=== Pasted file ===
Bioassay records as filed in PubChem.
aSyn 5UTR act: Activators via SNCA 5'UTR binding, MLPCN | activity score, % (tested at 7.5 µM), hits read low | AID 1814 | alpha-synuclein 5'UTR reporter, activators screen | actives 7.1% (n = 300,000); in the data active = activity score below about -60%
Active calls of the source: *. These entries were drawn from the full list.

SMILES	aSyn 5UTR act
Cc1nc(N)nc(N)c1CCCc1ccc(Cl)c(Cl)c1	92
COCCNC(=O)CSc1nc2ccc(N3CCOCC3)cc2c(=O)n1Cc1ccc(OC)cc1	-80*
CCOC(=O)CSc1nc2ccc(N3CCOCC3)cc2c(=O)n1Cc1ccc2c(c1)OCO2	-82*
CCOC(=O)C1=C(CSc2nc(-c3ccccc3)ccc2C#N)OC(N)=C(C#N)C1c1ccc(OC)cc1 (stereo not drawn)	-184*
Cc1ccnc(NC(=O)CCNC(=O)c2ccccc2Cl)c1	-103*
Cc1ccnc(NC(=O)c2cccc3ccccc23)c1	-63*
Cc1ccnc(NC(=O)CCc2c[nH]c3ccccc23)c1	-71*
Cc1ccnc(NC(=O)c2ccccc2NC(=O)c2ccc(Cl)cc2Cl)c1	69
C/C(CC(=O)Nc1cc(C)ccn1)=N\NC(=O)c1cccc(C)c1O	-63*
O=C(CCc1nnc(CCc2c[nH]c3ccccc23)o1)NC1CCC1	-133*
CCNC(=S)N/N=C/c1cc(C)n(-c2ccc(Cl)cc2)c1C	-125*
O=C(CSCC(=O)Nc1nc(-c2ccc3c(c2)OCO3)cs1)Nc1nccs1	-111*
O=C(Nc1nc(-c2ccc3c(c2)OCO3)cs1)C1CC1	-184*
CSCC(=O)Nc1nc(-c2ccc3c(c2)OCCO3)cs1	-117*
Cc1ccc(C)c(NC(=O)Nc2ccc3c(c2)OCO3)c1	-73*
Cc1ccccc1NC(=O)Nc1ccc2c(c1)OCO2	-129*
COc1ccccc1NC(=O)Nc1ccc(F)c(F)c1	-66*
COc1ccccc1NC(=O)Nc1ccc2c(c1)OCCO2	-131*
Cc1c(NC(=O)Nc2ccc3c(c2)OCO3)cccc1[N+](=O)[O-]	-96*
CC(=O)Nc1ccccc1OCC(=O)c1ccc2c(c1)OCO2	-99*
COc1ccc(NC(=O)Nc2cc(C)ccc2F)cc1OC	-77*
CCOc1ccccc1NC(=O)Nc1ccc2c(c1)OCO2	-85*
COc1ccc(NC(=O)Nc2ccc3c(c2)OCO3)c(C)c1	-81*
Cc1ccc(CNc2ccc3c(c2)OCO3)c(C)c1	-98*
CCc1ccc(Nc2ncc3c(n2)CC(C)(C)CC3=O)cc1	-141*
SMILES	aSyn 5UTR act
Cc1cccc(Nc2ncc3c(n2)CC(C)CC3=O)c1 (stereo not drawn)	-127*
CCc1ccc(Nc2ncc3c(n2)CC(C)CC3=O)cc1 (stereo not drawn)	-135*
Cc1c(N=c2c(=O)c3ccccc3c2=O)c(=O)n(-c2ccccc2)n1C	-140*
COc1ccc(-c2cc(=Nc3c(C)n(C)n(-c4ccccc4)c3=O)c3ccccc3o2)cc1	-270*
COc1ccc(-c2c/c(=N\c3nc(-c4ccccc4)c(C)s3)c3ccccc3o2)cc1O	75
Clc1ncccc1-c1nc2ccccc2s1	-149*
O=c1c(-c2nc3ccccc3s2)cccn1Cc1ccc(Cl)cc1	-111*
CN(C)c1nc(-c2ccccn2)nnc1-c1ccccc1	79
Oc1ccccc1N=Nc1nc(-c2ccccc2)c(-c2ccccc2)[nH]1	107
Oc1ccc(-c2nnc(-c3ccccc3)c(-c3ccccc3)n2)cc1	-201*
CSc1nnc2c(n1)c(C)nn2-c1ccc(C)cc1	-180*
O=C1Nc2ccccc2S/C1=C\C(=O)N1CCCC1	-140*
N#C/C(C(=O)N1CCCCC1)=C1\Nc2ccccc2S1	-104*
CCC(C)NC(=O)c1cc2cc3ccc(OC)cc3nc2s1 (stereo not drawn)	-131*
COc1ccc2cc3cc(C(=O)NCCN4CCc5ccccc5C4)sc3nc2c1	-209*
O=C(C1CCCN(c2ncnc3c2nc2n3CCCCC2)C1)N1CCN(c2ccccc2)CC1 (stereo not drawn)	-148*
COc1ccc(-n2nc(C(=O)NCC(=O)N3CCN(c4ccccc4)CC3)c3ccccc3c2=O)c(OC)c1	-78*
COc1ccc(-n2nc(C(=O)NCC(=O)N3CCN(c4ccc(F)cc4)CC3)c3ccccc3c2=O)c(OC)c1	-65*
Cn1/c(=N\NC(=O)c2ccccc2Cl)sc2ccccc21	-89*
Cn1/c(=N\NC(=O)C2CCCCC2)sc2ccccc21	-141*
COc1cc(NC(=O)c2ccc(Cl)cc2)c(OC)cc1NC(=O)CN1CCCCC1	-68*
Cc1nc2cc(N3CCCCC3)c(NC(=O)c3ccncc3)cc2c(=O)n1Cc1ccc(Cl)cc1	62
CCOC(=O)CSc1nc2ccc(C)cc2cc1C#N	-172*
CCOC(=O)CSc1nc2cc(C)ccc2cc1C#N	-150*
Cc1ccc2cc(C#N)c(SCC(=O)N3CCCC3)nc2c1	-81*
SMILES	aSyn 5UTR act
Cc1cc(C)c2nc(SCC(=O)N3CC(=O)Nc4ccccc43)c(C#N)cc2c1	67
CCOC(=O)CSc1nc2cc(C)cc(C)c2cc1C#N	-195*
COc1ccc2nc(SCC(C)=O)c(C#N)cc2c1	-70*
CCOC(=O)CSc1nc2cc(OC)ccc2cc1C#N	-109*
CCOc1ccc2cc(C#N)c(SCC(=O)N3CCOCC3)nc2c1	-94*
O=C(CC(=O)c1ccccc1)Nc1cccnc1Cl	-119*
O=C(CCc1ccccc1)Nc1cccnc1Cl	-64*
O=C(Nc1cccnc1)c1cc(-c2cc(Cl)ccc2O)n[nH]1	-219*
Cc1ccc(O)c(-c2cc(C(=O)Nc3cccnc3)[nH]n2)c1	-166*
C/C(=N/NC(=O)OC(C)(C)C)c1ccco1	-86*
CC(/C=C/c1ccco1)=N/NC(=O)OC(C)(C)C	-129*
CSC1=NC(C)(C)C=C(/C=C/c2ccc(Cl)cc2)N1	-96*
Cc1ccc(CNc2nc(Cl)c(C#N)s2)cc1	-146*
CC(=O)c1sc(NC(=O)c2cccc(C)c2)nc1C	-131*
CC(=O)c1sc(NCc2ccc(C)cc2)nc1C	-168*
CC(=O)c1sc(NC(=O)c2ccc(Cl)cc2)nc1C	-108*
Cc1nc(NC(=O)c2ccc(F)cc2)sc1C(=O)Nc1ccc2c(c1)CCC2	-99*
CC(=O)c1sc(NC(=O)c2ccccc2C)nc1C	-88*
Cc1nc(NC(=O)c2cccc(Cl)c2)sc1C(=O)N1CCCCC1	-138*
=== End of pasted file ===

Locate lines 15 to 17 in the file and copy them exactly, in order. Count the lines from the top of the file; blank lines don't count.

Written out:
CCNC(=S)N/N=C/c1cc(C)n(-c2ccc(Cl)cc2)c1C	-125*
O=C(CSCC(=O)Nc1nc(-c2ccc3c(c2)OCO3)cs1)Nc1nccs1	-111*
O=C(Nc1nc(-c2ccc3c(c2)OCO3)cs1)C1CC1	-184*